Planning Permission – Listed Buildings and Conservation Areas

Conservation Areas

The main guidelines for when planning permission is required as detailed in the “Planning Permission” section of this site apply, in general, to Listed Buildings and other buildings of historical importance. However, if you live in a Conservation Area, a National Park, an Area of Outstanding Natural Beauty or the Norfolk or Suffolk Broads or any other local/national designation you may need planning permission even though it is not always necessary in other parts of the UK. For example, in general cladding the outside of your house does not require planning permission, however, if you live in a Conservation Area etc you will need to apply for planning permission before cladding the outside of your house whether this be with stone, tiles, artificial stone, plastic or timber.

Listed Building Consent

If you live in a listed building and wish to make some alterations it is vitally important that you obtain Listed Building Consent. It is a criminal offence to carry out work which requires Listed Building Consent before it has been obtained.

You will need to apply for Listed Building Consent in the following situations:

  • You want to alter (internally or externally) or extend a listed building in a manner which would affect its character as a building of special architectural or historic interest.
  • You may also need listed building consent for any works to buildings within the grounds of a listed building.

Conservation Area Consent

If you live in a conservation area, Conservation Area Consent is required if you wish to do any of the following to your property.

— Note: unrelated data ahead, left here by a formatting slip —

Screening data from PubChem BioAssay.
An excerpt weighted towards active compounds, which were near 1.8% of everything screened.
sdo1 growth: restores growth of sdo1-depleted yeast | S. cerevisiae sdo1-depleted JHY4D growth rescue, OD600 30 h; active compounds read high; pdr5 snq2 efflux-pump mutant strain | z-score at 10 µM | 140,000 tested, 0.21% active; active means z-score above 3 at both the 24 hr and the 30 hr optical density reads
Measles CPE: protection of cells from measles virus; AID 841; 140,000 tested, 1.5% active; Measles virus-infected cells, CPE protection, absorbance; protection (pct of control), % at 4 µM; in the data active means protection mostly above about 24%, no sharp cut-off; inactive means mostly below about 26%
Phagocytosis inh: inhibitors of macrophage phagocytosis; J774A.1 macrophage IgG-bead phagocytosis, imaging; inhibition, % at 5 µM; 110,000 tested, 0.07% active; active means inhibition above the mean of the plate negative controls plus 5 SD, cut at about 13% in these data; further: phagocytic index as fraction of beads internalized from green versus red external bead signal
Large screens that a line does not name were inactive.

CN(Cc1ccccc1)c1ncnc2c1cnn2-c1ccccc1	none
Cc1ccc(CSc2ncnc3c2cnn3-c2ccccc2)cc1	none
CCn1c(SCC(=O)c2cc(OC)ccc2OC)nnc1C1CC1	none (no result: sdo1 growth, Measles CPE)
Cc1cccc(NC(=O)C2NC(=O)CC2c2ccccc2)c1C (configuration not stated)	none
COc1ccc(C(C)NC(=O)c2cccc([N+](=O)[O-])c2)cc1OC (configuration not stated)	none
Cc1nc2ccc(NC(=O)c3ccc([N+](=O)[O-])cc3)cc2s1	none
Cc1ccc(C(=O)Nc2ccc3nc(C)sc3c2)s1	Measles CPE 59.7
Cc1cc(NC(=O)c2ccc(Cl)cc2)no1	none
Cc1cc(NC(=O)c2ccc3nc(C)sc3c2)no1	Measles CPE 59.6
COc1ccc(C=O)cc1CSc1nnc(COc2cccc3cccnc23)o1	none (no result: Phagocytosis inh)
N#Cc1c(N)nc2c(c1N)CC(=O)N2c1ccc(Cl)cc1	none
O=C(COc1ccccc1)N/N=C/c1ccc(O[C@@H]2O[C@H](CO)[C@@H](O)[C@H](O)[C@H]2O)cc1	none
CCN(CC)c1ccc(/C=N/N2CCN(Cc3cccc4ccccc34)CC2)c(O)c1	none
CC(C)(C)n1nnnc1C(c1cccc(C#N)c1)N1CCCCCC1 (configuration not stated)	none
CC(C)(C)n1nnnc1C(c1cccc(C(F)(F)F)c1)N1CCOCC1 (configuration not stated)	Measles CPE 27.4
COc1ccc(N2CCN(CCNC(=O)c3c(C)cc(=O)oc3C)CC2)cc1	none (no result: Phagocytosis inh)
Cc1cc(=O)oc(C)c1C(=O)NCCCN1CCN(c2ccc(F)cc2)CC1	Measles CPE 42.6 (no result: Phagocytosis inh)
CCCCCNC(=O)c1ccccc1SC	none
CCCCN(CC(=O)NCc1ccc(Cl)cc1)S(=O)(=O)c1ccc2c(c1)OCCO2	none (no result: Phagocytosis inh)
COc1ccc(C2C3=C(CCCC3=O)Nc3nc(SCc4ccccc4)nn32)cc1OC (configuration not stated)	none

• Demolish a building with a volume of more than 115 cubic metres
  • To demolish a gate, fence, wall or railing over 1 metre high where next to a highway (including a public footpath or bridleway) or public open space; or over 2 metres high elsewhere.

Many Conservation Areas are covered by an Article 4 Direction, meaning planning permission will be required.


Some houses may hold roosts of bats or provide a refuge for other protected species. The Wildlife and Countryside Act 1981 gives special protection to bats because of their roosting requirements. English Nature must be notified of any proposed action (e.g. remedial timber treatment, renovation, demolition and extensions) which is likely to disturb bats or their roosts.

Wildlife Areas

English Nature must then be allowed time to advise on how best to prevent inconvenience to both bats and householders. Information on bats and the law is included in the booklet Focus on Bats which can be obtained free of charge from your local English Nature office.

Seek Professional Advice

As with all building work please seek professional advice from either your local council‘s planning department or a local architect or planner.

Post Your Question In The Forum